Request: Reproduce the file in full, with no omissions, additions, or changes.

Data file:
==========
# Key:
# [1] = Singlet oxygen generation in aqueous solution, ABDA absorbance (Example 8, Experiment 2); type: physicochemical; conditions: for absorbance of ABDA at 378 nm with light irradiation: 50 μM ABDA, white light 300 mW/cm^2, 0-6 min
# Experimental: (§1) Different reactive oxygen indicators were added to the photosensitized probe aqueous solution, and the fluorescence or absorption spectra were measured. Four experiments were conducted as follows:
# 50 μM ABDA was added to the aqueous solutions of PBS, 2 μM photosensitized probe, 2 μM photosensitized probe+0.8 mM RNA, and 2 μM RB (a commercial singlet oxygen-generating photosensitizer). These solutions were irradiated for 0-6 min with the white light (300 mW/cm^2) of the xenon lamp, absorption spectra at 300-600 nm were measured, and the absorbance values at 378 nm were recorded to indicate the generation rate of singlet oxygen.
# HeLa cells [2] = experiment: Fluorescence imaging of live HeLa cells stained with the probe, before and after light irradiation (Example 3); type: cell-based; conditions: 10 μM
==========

# Key:
# [1] = Singlet oxygen generation in aqueous solution, ABDA absorbance (Example 8, Experiment 2); type: physicochemical; conditions: for absorbance of ABDA at 378 nm with light irradiation: 50 μM ABDA, white light 300 mW/cm^2, 0-6 min
# Experimental: (§1) Different reactive oxygen indicators were added to the photosensitized probe aqueous solution, and the fluorescence or absorption spectra were measured. Four experiments were conducted as follows:
# 50 μM ABDA was added to the aqueous solutions of PBS, 2 μM photosensitized probe, 2 μM photosensitized probe+0.8 mM RNA, and 2 μM RB (a commercial singlet oxygen-generating photosensitizer). These solutions were irradiated for 0-6 min with the white light (300 mW/cm^2) of the xenon lamp, absorption spectra at 300-600 nm were measured, and the absorbance values at 378 nm were recorded to indicate the generation rate of singlet oxygen.
# HeLa cells [2] = experiment: Fluorescence imaging of live HeLa cells stained with the probe, before and after light irradiation (Example 3); type: cell-based; conditions: 10 μM